students in the field

Graduate students examine spinach at an insect-collecting workshop organized by Laura Ingwell. The Purdue Student Farm offers students a chance to inventory pests and natural enemies present on a crop to develop an Integrated Pest Management plan.

“The way that they grow crops on the student farm — small scale, highly diversified and in rotation — is much more like what growers are doing,” says Ingwell, who also serves on the farm’s advisory board. “They're experiencing these potential pest buildups that small farms get. I can step right into that system and start evaluating different control methods under the conditions small and diversified farms experience.”

Meanwhile, Langenhoven’s research is helping optimize Indiana pepper production in high tunnels, and his onion trials have revealed optimal varieties for small-scale growers and home gardeners.

The student farm welcomes growers to come see crop varieties and growing techniques for themselves. Each year the farm hosts a Small Farm Education Field Day, which Langenhoven started in 2018, to provide a practical, hands-on summer field day with Extension specialists. It has attracted more than 140 farmers from around the state. After touring the farm’s high tunnels, one grower realized he had been improperly trellising his tomatoes. Fixing the system boosted his production.

“The questions that come out of the field day are just phenomenal. Growers are not holding back,” Langenhoven says. “As Extension specialists, we don't usually get that kind of feedback and interaction during presentations.”


Student farm staff readily share why small farms are important. These aren’t hobby gardens: They’re small but significant bulwarks against the looming problems of food insecurity, food inequity and climate change.

According to a 2021 United Nations study, farms of less than 5 acres produce 35% of the world’s food, yet occupy less than 12% of the land used for agriculture.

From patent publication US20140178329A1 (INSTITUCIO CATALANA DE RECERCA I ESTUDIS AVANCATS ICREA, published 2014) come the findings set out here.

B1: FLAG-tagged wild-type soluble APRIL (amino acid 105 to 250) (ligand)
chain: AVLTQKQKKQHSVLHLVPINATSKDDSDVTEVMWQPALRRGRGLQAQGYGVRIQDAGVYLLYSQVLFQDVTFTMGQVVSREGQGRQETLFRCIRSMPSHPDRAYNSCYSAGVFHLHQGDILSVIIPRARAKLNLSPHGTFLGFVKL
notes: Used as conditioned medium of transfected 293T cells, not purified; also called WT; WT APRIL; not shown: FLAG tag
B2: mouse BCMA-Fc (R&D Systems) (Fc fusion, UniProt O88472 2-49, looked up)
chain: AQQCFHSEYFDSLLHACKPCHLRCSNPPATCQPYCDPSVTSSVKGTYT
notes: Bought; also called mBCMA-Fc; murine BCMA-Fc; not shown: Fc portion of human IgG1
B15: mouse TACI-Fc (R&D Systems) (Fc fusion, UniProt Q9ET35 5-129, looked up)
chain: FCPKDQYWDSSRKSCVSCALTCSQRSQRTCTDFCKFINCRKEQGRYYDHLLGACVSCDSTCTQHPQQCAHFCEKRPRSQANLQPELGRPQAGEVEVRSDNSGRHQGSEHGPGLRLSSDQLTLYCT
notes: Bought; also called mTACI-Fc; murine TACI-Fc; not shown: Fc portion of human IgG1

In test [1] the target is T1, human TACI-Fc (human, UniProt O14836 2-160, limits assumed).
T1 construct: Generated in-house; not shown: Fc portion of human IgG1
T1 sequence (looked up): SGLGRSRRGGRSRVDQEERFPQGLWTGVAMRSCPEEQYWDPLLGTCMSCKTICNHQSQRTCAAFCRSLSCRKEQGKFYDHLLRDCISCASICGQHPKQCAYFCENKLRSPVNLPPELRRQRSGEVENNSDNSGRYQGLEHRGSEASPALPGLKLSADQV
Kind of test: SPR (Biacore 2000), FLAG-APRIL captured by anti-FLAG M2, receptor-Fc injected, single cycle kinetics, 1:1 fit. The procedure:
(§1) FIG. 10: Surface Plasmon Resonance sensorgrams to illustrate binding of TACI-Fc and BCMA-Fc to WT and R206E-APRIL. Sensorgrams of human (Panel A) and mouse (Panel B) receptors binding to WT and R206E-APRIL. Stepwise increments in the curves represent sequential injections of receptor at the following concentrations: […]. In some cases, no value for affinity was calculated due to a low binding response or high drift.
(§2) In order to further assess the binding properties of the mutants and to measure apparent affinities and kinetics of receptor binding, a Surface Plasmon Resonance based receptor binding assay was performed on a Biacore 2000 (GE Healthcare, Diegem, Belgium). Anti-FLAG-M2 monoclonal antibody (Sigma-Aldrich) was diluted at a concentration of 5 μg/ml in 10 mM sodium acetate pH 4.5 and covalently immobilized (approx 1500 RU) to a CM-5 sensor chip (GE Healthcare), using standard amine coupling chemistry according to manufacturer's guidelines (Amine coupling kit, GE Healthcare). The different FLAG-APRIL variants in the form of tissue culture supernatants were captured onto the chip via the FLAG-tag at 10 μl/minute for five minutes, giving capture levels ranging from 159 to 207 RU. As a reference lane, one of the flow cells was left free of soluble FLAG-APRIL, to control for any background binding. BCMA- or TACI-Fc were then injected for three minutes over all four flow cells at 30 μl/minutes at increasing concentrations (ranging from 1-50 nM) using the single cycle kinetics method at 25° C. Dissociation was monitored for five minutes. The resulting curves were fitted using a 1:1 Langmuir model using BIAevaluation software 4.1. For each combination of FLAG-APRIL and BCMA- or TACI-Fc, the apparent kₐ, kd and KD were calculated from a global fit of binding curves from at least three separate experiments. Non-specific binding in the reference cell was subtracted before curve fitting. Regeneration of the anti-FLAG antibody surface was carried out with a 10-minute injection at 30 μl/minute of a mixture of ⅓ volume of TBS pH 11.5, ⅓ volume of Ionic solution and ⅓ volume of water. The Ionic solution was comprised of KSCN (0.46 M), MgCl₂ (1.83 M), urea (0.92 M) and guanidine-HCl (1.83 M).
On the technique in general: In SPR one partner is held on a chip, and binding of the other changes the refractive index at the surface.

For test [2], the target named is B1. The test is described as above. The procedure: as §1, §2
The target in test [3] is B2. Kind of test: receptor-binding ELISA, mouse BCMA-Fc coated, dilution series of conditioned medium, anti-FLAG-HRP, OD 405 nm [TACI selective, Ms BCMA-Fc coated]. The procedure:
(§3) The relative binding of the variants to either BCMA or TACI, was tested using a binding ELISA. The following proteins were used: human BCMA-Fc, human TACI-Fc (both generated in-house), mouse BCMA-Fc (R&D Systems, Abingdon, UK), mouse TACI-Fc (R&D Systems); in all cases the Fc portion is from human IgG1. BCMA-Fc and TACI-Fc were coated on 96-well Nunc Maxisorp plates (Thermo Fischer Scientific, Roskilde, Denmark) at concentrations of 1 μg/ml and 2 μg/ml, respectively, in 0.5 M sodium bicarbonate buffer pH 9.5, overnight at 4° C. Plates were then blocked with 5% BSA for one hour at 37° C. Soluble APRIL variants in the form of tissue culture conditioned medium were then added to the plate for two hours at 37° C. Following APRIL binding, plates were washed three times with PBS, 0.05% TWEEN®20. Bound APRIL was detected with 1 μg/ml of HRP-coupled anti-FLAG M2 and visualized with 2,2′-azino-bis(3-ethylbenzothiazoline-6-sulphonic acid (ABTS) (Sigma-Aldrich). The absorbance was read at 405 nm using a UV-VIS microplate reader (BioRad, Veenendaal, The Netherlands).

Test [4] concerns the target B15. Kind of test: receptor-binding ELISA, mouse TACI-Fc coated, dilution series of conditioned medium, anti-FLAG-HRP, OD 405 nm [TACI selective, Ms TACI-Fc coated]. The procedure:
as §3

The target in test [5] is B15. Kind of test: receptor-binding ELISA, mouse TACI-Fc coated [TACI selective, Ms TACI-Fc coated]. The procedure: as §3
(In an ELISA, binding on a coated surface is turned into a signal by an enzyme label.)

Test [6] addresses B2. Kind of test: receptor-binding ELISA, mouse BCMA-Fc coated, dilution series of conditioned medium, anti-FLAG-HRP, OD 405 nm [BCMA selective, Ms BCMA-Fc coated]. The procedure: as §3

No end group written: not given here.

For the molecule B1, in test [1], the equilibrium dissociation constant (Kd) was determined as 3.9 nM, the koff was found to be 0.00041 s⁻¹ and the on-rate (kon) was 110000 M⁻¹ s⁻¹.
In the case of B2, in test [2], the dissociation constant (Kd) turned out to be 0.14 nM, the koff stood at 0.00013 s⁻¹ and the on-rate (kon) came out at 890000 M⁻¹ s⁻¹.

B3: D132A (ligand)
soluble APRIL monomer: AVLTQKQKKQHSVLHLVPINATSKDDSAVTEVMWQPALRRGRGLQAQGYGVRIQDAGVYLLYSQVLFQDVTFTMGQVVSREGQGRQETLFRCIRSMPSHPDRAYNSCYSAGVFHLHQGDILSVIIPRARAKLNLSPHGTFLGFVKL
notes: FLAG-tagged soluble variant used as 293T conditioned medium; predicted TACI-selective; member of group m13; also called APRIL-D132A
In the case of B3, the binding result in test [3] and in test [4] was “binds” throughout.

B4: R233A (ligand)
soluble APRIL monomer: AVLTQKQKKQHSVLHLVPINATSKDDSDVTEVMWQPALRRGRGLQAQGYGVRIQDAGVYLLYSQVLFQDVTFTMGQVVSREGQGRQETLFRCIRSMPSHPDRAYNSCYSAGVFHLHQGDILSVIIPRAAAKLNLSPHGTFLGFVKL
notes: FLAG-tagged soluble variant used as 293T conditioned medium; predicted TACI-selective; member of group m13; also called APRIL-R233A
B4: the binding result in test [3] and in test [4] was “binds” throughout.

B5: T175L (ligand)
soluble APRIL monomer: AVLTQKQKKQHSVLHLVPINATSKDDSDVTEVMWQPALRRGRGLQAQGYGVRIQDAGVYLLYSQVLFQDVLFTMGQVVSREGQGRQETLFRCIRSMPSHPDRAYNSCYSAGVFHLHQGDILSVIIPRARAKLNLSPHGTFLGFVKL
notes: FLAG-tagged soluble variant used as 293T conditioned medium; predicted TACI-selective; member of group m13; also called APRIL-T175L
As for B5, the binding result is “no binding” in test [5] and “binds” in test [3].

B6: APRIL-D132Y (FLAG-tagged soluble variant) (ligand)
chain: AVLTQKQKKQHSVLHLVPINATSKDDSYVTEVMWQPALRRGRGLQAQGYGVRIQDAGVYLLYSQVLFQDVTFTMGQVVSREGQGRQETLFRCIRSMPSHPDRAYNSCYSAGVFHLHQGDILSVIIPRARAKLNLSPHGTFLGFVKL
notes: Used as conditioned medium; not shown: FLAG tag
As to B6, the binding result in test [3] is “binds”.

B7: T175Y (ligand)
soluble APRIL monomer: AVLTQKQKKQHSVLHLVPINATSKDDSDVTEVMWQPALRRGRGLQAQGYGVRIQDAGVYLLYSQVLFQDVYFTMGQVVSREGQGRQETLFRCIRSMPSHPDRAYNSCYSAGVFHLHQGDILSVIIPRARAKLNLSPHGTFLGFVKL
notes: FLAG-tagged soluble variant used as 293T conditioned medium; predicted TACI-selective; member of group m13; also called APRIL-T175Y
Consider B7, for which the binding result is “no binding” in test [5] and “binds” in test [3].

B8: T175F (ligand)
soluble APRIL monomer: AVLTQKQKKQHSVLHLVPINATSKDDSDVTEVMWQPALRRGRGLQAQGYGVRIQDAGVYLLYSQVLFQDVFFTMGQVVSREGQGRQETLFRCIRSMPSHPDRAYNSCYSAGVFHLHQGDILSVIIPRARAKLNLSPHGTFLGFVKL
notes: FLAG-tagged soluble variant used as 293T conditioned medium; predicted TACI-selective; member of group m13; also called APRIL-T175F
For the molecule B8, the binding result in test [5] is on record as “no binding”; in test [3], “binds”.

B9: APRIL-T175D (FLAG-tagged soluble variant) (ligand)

As grocery stores move away from city centers and out of rural areas, small farms play an important role in shoring up food equity in Indiana communities, Ingwell says.

“People are left with the dollar store, the liquor store or the corner gas station for their food if they don't have transportation and access,” Ingwell says. “Small, diversified farms help fill that gap. They’re the ones selling at farmers markets, through CSA programs, and to local restaurants and niche grocery stores.”

Small farms can even help protect the planet. Agriculture contributes to human-driven climate change through greenhouse gases emitted by livestock and land use but also has the potential to be a part of the solution, Hallett says. No-till or low-till practices and calculated crop rotation can increase soil carbon.

According to Hallett, Langenhoven, Adair and Ingwell, the mission of the student farm is to show farmers ways to grow for the benefit of their families, communities and the Earth.

“Diversity involves adding things, not taking them away. We're not trying to remove any particular form of agriculture — we're intent on bringing new options to it,” Hallett says. “The original ethic of the land-grant mission was to support the practical arts for working-class people. That's exactly what we do.”

  • Small farms play important roles in bolstering food security and food equity.
  • The Purdue Student Farm is teaching new and experienced growers alike how to raise a variety of specialty crops for local communities.
  • Now in its 13th year, the student farm serves as a hub for research, education, Extension workshops and a CSA program that aims to hit 100 subscribers this year.
  • The farm is training a new, more diverse generation of farmers who can step into the boots of an aging farming population.
  • Agriculture has the potential to be restorative to the environment, rather than extractive. The student farm team uses sustainable, regenerative growing practices to steward the land.
  • The farm also works with three of Purdue’s cultural centers to help produce foods and plants that are culturally significant.

Click here if you’d like to contribute to the land-grant mission of the Purdue Student Farm.

Category Summer 2023, Feature